Sangeeta Phogat was nervous ahead of her bout on Sunday night in the Pro Wrestling League. The 17-year-old -- the youngest in the league -- was wrestling only her second bout. She got a few words of encouragement from her older sister Babita. "It doesn't matter who's in front of you," Babita said. "Just give your best. Wrestle at 100%."
Sangeeta gave her best shot. She eventually fell short though, losing a 4-6 decision. And the wrestler whose hand was raised? Babita herself.
After recording the win, Babita smiled and waved to the crowd. She then hugged Sangeeta. Big sister to little sister.
Sibling contests may only be an infrequent feature in the sporting world, but they are a lot more common in the Phogat family. There are a lot more to go around, you see. Of the six sisters, five have competed internationally. With several of them sharing similar weight categories -- Vinesh and Ritu (48kg), Babita, Priyanka and Sangeeta (53kg) -- such contests are even more likely. Indeed, the sisters train together and Babita remembers father Mahavir Phogat telling them to get used to facing each other in competition. "Papa would say, 'Off the mat you may be sisters. On it, you've to wrestle to win,'" she says.
In the PWL alone, there have been three bouts featuring the sisters competing against each other. Last season Vinesh beat Ritu 8-0, while Babita beat Priyanka 6-4. Those two bouts though were between cousins -- Vinesh and Priyanka are Mahavir's nieces -- roughly the same age.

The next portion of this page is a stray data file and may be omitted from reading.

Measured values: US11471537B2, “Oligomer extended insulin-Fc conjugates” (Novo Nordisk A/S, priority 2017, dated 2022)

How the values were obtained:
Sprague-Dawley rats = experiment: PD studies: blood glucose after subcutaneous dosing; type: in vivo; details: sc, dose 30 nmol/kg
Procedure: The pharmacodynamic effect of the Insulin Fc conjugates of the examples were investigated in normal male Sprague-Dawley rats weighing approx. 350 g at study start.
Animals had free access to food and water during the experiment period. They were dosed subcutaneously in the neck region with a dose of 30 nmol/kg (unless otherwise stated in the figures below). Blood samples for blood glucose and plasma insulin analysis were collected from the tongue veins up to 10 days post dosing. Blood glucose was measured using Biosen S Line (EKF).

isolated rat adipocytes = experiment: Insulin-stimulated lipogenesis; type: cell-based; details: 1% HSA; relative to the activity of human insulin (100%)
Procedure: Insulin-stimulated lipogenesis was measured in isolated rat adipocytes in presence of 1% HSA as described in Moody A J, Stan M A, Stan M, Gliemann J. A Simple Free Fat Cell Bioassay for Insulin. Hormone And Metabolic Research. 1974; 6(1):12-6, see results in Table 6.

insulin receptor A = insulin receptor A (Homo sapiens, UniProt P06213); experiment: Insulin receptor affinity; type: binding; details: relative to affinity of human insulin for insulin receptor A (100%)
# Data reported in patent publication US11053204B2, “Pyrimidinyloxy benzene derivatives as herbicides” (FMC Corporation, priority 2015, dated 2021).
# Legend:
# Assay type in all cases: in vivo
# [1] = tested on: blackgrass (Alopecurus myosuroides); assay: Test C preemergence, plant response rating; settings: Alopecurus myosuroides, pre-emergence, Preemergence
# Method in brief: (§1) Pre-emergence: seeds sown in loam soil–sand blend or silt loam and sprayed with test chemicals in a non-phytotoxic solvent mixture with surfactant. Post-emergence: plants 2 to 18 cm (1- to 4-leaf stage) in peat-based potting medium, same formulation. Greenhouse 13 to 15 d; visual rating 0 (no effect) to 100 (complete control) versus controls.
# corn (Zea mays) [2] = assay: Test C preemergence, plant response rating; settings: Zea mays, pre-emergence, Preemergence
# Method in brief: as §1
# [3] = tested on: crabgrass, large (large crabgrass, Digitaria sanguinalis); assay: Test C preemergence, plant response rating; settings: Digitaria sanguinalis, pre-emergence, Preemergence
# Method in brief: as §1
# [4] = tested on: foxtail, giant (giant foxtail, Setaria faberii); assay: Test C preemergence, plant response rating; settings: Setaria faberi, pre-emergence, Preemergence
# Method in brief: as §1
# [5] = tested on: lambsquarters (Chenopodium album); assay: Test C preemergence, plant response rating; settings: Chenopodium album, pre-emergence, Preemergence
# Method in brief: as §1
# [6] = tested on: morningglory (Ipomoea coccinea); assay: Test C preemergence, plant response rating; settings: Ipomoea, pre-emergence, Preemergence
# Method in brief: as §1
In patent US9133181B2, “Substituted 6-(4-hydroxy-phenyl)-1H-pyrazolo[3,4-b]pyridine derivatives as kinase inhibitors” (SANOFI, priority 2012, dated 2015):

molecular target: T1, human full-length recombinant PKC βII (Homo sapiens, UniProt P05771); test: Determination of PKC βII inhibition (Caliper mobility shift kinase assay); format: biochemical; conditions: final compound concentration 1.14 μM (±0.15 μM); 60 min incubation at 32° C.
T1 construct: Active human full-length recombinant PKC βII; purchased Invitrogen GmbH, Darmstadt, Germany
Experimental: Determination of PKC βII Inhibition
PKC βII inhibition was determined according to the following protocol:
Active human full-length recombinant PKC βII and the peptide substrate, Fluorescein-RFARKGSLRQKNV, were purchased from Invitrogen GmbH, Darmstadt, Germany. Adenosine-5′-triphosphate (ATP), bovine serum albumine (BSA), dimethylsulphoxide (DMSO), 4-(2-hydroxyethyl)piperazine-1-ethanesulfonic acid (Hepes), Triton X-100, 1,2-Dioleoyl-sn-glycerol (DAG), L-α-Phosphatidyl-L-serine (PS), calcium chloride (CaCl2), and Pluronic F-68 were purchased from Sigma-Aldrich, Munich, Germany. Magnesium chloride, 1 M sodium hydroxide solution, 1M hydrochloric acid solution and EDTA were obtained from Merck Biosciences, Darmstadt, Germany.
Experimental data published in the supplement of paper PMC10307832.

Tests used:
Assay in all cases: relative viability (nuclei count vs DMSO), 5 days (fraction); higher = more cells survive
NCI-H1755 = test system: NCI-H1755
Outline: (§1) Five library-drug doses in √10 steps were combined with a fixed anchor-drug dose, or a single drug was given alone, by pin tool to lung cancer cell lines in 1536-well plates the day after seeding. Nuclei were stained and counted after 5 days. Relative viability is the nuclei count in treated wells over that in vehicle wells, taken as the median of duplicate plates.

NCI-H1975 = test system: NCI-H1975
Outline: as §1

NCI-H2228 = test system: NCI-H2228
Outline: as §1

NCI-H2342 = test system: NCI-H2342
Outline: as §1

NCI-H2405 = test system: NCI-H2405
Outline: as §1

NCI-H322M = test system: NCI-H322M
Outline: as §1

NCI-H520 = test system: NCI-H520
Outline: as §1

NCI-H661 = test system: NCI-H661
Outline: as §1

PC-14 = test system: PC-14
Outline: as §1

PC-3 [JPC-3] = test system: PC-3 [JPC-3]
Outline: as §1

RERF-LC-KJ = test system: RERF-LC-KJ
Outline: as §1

Sangeeta is 10 years younger than Babita. Her best result at the seniors is a bronze at last year's nationals. Babita, on the other hand, is an Olympian. She has a bronze at the worlds and a gold at the Commonwealth Games. "I had not even started wrestling when Babita was competing internationally," Sangeeta says.
But she has an advantage. "Being the youngest, I've been able to learn from all my sisters," Sangeeta says. "Geeta [the eldest and the first Indian woman wrestler to compete at the Olympics] taught me the importance of having a winning mindset. Vinesh is very strong in her technique and speed. From Babita I learned never to give up until the final point."
Babita smiles and describes the other advantage the youngster had. "I taught Sangeeta the basics," she says. "So she knows exactly what technique I'll use. Aur uska kaat bhi pata hai (And she knows the counter to it too)."
But while the youngster and the veteran have very similar styles -- for instance, both attack the opponent's right leg -- Babita still has the edge. "Babita has very strong arms," Sangeeta says. "She has built that strength over many years by climbing ropes. I still have a long way to go to match her strength and stamina."
Indeed while Sangeeta was quicker and got into great positions for a takedown, she was simply unable to lifter her older sister off the mat. The first time she did though was a special moment. "As a youngster you always dream about taking points from her," she says. "So the first time I did it, it made me feel really good."
Sangeeta says she knows Babita, who is wrestling in her first competition since the Rio Olympics, is not in the best shape. "Didi isn't wrestling at her best," she says. "If she was, perhaps I would lose 16-0!"
The wrestling done, Sangeeta says she will go back to being a regular little sister. "When we get back to the team hotel, Babita will makes sure I eat my food on time," she says.